News and Information
July 29, 2022

Bar Disciplinary System Hosts 40th Annual Conference

The 40th Annual VSB Disciplinary Conference on July 28 and 29 brought together over 120 lawyers, judges, and lay persons working to maintain the integrity of the legal profession in the Commonwealth at the Virginia Crossings Conference Center in Glen Allen.

Over two days, members of the 17 disciplinary district committees, the Disciplinary Board, the Committee on Lawyer Discipline (COLD), and Bar leadership worked to improve the process that disciplines lawyers in Virginia in order to fulfill the Bar’s first mission: protecting the public.

There was a renewed appreciation for lawyer self-governance at this year’s conference, as failed Virginia Senate Bill 561—if passed during the 2022 General Assembly Session—would have ended self-regulation and handed the power of lawyer discipline to the legislature.

“Self-regulation is a matter of legislative grace,” COLD Immediate Past Chair William H. Atwill noted in remarks to the crowd. “[Senate Bill 561 was] a jarring reminder that what is given can be taken away.”

One major goal of the conference was to train new members of the various disciplinary district committees, who are tasked with reviewing complaints and conducting investigations against lawyers in their districts.

“Be ready to change your mind when others present evidence you had not considered,” advised Atwill to new committee members.

Renu M. Brennan, Bar Counsel at the VSB, was charged with covering the latest Disciplinary System developments for members old and new. Brennan gave an overview of nearly every disciplinary case from the last year, which included topics ranging from inappropriate attorney-client relationships to failure to comply with trust accounting rules. During Fiscal Year 2022, 3,115 complaints were received by the Bar, with 16.9 percent of those cases being formally opened.

New Sixth Disciplinary District Committee Member Shelia H. Holmes noted that a previous presentation from Brennan had first interested her in joining the disciplinary process.

“I’m on the Executive Board of the Old Dominion Bar Assocation and chair of the Winter Meeting,” Holmes said. “Renu did an ethics presentation and asked if anyone was interested in the Disciplinary Committee to reach out to her, and I did.”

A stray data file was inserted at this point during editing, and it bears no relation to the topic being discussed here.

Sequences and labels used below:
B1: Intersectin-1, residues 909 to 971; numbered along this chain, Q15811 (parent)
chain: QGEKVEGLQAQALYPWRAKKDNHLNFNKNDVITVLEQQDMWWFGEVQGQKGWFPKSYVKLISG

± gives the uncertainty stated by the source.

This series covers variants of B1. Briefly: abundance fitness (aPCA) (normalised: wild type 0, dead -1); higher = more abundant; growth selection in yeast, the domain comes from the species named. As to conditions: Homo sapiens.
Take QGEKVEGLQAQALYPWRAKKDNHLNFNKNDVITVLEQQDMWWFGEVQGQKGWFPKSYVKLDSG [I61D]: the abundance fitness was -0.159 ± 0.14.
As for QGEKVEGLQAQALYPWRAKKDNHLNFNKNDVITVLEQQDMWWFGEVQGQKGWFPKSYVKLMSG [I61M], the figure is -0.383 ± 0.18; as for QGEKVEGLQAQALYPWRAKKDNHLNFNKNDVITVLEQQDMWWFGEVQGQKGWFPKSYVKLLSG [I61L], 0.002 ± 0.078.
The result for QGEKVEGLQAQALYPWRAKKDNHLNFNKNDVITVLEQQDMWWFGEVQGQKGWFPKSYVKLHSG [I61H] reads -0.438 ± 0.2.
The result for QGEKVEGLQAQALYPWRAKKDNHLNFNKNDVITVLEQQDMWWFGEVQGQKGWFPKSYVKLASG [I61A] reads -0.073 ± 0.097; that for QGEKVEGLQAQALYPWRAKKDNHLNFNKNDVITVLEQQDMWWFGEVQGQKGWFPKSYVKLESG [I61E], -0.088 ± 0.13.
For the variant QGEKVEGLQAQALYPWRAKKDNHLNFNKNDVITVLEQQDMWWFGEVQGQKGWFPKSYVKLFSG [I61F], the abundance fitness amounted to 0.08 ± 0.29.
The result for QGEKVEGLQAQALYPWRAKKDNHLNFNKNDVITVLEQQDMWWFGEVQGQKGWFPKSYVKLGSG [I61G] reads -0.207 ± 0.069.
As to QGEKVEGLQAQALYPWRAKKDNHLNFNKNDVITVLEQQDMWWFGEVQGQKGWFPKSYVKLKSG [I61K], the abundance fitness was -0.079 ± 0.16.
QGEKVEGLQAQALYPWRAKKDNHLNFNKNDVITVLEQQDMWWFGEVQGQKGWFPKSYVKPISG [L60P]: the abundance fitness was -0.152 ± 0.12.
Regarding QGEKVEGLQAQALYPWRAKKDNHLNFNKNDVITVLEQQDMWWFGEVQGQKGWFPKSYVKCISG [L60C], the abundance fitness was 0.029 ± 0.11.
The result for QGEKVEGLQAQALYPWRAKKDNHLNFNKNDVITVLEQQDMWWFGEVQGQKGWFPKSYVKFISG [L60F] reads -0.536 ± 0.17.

Members were later paired in small groups to work through vignettes designed to reflect situations that committee members may be confronted with during their investigations. The situations presented included a lawyer who disrespected a judge in court and another lawyer who missed an appeal deadline for a client.

The highlight of the two-day event was a keynote address by the Hon. Stephen R. McCullough, Justice of the Supreme Court of Virginia, who thanked those involved in upholding and enforcing the rules of ethics governing the profession. “You’re one of the pillars of our profession,” he said.

McCullough, a lover of history, went on to give attendees a brief history of the development of ethical codes and rules governing the profession, noting that for hundreds of years there were no such rules in existence. According to McCullough, the first binding set of ethical rules emerged in the early years of the 20th century and “tapped into ideas of civility and professionalism.”

Finally, McCullough encouraged experienced lawyers who mentor young lawyers and law students to ensure that their mentees live up to the high ideals of the profession and to correct them when they do not meet those standards. “Those are difficult moments, but necessary,” he said.

Read more information on how to get involved with the Virginia State Bar.

Updated: Aug 01, 2022